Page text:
Oil prices decline due to fears over world economy, says NBK |
Kuwait News Agency - 01 August, 2012
A combination of strong OPEC oil supplies and fears over the weakness of the world economy - including the US and China - drove initial declines of oil prices, said a report by a local bank.
"Crude prices fell significantly to mid-June, before regaining some ground on hopes of fresh Chinese policy stimulus and the impact of sanctions on Iranian oil output.
"Increased pessimism over the outlook for the global economy has translated into expectations for muted oil demand growth in 2013. A second successive year of rising inventories is possible.
"Under some fairly soft assumptions, oil prices could average between USD 76 and USD 100 pb in FY12/13. This would generate a budget balance of KD 0.6 to 9 bn for Kuwait this year, said the National Bank of Kuwait in its weekly report.
Crude oil prices continued their precipitous slide through most of June, but recovered slightly towards the end of the month and into July.
The price of Kuwait Export Crude (KEC) fell from USD 100 per barrel (pb) at the end of May to an 18-month low of USD 88 on 22nd June, taking the 3-month peak-to-trough decline to 29pct. By early July, however, KEC had bounced back by USD 10 to USD 97, reducing the fall to 21pct. Brent crude hovered close to USD 100 in early July, having also fallen to USD 88 in June. West Texas Intermediate (WTI) - the main US benchmark crude - fell as low as USD 78 pb before recovering to USD 87.
A combination of strong OPEC supplies and fears over the weakness of the world economy - including the US and China - drove the initial declines. The prospect of a sharp slowdown in the Chinese economy in particular has reinforced worries that the decade-long 'supercycle' in commodities may be ending. This has driven falls in prices across the commodity asset class as investors seek to reposition themselves. The prices of industrial metals such as aluminum and copper have also dropped significantly.
The partial rebound in prices in late June was driven by a reversal of some of these concerns. On the supply side, attention shifted to news that Iranian production may have fallen to below 3 million barrels per day (mbpd) for the first time since 1990 as sanctions imposed by the EU came into effect.
This puts additional pressure on other key OPEC members - mostly in the Gulf - to maintain output at its current modern day highs. On the demand side, meanwhile, weak Chinese growth figures have encouraged the belief that the Chinese authorities will embark on a fresh round of policy stimulus.
The consensus view is that oil demand will grow by a modest 0.8 to 0.9 mbpd (0.9% to 1%) this year, with significant falls in OECD demand more than offset by the continued rise in non-OECD demand.
The Centre for Global Energy Studies (CGES), however, maintains a softer forecast of growth of just 0.6 mbpd (0.7%). Although pessimism about the global economy has increased, this has tended to show up in the figures for 2013.
Demand growth is generally expected to remain sub-1 mbpd next year, with non-OECD countries again contributing all of the increase. From a structural perspective, 2013 will be a landmark year: demand from outside the OECD, at more than 45 mbpd, is expected to exceed that from within the OECD for the first time.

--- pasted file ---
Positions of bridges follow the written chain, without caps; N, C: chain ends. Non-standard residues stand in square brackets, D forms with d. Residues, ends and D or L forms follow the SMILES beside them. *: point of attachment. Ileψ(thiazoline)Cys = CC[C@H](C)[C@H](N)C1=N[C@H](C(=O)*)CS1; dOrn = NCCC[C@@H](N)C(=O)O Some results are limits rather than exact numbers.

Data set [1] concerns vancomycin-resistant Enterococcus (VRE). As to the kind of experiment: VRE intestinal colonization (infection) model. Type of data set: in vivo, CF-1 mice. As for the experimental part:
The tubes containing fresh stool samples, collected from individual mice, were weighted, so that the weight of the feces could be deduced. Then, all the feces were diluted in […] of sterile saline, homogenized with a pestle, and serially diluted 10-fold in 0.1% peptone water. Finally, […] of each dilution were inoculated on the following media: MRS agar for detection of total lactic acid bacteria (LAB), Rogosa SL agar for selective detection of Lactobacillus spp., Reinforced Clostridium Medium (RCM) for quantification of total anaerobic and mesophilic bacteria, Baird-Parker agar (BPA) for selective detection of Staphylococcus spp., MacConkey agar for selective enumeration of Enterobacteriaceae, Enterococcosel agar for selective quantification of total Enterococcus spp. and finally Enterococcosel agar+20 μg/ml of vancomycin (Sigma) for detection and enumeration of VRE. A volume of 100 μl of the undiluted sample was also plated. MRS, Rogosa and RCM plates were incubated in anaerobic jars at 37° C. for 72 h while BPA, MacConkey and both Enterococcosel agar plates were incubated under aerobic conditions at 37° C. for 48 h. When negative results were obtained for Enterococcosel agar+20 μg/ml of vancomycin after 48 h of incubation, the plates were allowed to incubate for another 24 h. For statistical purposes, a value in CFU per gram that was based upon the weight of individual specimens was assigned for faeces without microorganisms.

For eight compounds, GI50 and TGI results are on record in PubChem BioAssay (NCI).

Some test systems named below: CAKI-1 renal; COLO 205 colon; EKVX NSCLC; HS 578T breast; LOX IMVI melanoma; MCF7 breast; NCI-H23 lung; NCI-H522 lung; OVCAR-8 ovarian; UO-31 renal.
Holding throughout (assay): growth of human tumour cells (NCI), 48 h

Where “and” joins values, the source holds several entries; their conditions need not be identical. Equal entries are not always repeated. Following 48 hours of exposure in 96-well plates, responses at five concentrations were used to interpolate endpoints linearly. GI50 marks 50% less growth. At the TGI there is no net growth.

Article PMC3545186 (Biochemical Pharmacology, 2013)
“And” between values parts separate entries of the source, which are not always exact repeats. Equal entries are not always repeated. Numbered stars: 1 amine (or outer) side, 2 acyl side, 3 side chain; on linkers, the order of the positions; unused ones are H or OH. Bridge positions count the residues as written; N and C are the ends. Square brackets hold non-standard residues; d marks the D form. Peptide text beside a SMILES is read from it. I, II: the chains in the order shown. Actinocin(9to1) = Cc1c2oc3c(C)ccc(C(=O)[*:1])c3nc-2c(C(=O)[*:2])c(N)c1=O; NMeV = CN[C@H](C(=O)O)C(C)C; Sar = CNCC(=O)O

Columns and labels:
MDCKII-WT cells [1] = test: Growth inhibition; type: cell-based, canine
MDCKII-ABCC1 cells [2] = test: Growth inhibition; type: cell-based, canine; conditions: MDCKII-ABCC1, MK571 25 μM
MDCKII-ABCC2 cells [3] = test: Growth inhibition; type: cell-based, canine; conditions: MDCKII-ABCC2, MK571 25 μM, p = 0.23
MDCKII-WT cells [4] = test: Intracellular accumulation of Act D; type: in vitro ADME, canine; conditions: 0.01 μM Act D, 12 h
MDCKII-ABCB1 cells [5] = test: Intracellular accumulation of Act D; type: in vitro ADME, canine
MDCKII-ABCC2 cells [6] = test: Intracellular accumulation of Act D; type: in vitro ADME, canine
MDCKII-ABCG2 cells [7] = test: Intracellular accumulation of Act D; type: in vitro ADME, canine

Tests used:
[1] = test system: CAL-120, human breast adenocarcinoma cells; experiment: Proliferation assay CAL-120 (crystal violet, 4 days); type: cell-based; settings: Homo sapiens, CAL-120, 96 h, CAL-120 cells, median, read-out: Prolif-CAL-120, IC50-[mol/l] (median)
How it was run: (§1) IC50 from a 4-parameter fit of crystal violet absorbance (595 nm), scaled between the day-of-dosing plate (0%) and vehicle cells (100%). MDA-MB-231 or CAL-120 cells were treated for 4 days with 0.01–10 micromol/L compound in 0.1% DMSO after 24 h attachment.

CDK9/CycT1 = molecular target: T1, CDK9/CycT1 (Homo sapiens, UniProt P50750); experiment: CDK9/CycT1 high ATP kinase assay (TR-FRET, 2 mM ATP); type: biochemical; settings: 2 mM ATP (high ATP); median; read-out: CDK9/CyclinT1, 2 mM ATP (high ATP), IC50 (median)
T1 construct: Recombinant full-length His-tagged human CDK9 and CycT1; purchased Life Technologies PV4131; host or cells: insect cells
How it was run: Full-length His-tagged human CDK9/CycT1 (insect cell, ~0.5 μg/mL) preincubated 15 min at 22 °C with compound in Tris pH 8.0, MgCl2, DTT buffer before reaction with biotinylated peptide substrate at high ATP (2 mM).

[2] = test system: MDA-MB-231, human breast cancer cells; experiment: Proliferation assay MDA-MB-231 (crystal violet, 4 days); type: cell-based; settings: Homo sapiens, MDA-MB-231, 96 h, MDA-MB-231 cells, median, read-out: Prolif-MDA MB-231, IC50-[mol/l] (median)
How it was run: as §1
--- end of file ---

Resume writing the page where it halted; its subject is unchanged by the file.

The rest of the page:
Crude output of the OPEC-11 (i.e. excluding Iraq) edged marginally lower by 17,000 bpd in May to 28.6 mbpd. The largest decline came from sanction-induced falls in Iran where output fell by some 72,000 bpd to 3.1 mbpd, almost 400 kbpd below end-2011 levels.
The EU embargo that came into effect at the start of this month will likely lead to further production declines in the second half of the year as Iranian storage facilities reach full capacity. Meanwhile, Libyan output continues to soar (an increase of 58,000 bpd for the month) with production currently running at 90pct of pre-war capacity of 1.6 mbpd.
According to figures from 'direct communication', or governments' estimates, Iran has reported that its output has continued to rise steadily, while Saudi figures show that production eased by about 300,000 bpd in May, possibly in response to weakening prices.
Total OPEC production (including Iraq) slipped slightly to just below 31.6 mbpd in May, ending a seven-month run of increases.
During the OPEC meeting in Vienna last month, OPEC members agreed to maintain their current output ceiling of 30 mbpd, effectively leaving the rate of overproduction at 1.6 mbpd.
Official end of year figures for the fiscal year 2011/12 have not yet been released, but we expect government revenues to have reached almost KD 30 billion, or 40pct higher than the previous year, on the back of record oil prices which averaged USD 110 pb. If as we expect, spending comes in at 5-10% below the government's budget, last year's budget surplus could close between KD 11.4 billion and KD 12.5 billion before allocations to the Reserve Fund for Future Generations (RFFG). Official figures for the first eleven months of the year show a surplus of KD 16.1 billion, but this surplus usually declines once late spending is included. Based on the price scenarios described above, oil prices range between 76 and 100 pb in FY 2012/13, although we believe they are more likely to average near the upper range. According to press reports, budgeted spending for this fiscal year is set at KD 22 billion, but the number could subsequently be revised up.
Assuming that spending comes in below budget, NBK projected a surplus of between KD 0.6 billion and KD 9 billion before allocations to the RFFG, again with the higher surplus scenario as a more likely outcome. This compares to a budgeted deficit of KD 8 billion, but would be lower than the surplus recorded last year.